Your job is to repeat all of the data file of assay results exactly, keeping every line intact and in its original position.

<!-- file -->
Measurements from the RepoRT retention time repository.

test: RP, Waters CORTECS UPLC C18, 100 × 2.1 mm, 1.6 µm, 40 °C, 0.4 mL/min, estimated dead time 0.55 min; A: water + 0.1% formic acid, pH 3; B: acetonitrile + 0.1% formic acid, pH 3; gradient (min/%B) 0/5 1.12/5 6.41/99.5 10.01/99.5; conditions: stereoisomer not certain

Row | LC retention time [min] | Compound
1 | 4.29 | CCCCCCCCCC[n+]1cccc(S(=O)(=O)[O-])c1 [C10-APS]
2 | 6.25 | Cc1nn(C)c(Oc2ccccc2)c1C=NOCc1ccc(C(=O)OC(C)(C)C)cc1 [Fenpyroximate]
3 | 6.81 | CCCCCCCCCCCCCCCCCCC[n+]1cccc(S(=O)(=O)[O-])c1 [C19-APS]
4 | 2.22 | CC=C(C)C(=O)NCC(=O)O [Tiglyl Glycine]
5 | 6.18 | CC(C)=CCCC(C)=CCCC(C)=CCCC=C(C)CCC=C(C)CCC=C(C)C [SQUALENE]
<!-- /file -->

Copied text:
Measurements from the RepoRT retention time repository.

test: RP, Waters CORTECS UPLC C18, 100 × 2.1 mm, 1.6 µm, 40 °C, 0.4 mL/min, estimated dead time 0.55 min; A: water + 0.1% formic acid, pH 3; B: acetonitrile + 0.1% formic acid, pH 3; gradient (min/%B) 0/5 1.12/5 6.41/99.5 10.01/99.5; conditions: stereoisomer not certain

Row | LC retention time [min] | Compound
1 | 4.29 | CCCCCCCCCC[n+]1cccc(S(=O)(=O)[O-])c1 [C10-APS]
2 | 6.25 | Cc1nn(C)c(Oc2ccccc2)c1C=NOCc1ccc(C(=O)OC(C)(C)C)cc1 [Fenpyroximate]
3 | 6.81 | CCCCCCCCCCCCCCCCCCC[n+]1cccc(S(=O)(=O)[O-])c1 [C19-APS]
4 | 2.22 | CC=C(C)C(=O)NCC(=O)O [Tiglyl Glycine]
5 | 6.18 | CC(C)=CCCC(C)=CCCC(C)=CCCC=C(C)CCC=C(C)CCC=C(C)C [SQUALENE]